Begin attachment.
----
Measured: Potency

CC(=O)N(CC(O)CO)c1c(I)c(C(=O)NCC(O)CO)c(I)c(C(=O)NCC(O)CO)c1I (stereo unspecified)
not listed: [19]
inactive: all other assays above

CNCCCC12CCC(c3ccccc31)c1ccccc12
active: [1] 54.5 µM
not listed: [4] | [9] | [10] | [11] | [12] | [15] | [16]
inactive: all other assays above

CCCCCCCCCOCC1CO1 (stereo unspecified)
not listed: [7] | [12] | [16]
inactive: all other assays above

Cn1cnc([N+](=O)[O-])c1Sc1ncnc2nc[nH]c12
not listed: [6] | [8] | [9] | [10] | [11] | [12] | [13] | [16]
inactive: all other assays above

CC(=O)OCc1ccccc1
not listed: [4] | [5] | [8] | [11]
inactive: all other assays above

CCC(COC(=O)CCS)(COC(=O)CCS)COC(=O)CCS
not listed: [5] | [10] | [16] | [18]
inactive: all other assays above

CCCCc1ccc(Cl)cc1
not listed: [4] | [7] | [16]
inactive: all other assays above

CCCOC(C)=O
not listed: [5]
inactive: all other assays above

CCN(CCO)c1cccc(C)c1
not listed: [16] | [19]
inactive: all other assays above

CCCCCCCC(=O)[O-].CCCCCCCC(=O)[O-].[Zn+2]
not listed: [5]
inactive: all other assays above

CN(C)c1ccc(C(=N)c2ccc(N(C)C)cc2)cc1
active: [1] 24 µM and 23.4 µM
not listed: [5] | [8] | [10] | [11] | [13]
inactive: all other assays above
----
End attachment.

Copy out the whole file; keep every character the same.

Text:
Measured: Potency

CC(=O)N(CC(O)CO)c1c(I)c(C(=O)NCC(O)CO)c(I)c(C(=O)NCC(O)CO)c1I (stereo unspecified)
not listed: [19]
inactive: all other assays above

CNCCCC12CCC(c3ccccc31)c1ccccc12
active: [1] 54.5 µM
not listed: [4] | [9] | [10] | [11] | [12] | [15] | [16]
inactive: all other assays above

CCCCCCCCCOCC1CO1 (stereo unspecified)
not listed: [7] | [12] | [16]
inactive: all other assays above

Cn1cnc([N+](=O)[O-])c1Sc1ncnc2nc[nH]c12
not listed: [6] | [8] | [9] | [10] | [11] | [12] | [13] | [16]
inactive: all other assays above

CC(=O)OCc1ccccc1
not listed: [4] | [5] | [8] | [11]
inactive: all other assays above

CCC(COC(=O)CCS)(COC(=O)CCS)COC(=O)CCS
not listed: [5] | [10] | [16] | [18]
inactive: all other assays above

CCCCc1ccc(Cl)cc1
not listed: [4] | [7] | [16]
inactive: all other assays above

CCCOC(C)=O
not listed: [5]
inactive: all other assays above

CCN(CCO)c1cccc(C)c1
not listed: [16] | [19]
inactive: all other assays above

CCCCCCCC(=O)[O-].CCCCCCCC(=O)[O-].[Zn+2]
not listed: [5]
inactive: all other assays above

CN(C)c1ccc(C(=N)c2ccc(N(C)C)cc2)cc1
active: [1] 24 µM and 23.4 µM
not listed: [5] | [8] | [10] | [11] | [13]
inactive: all other assays above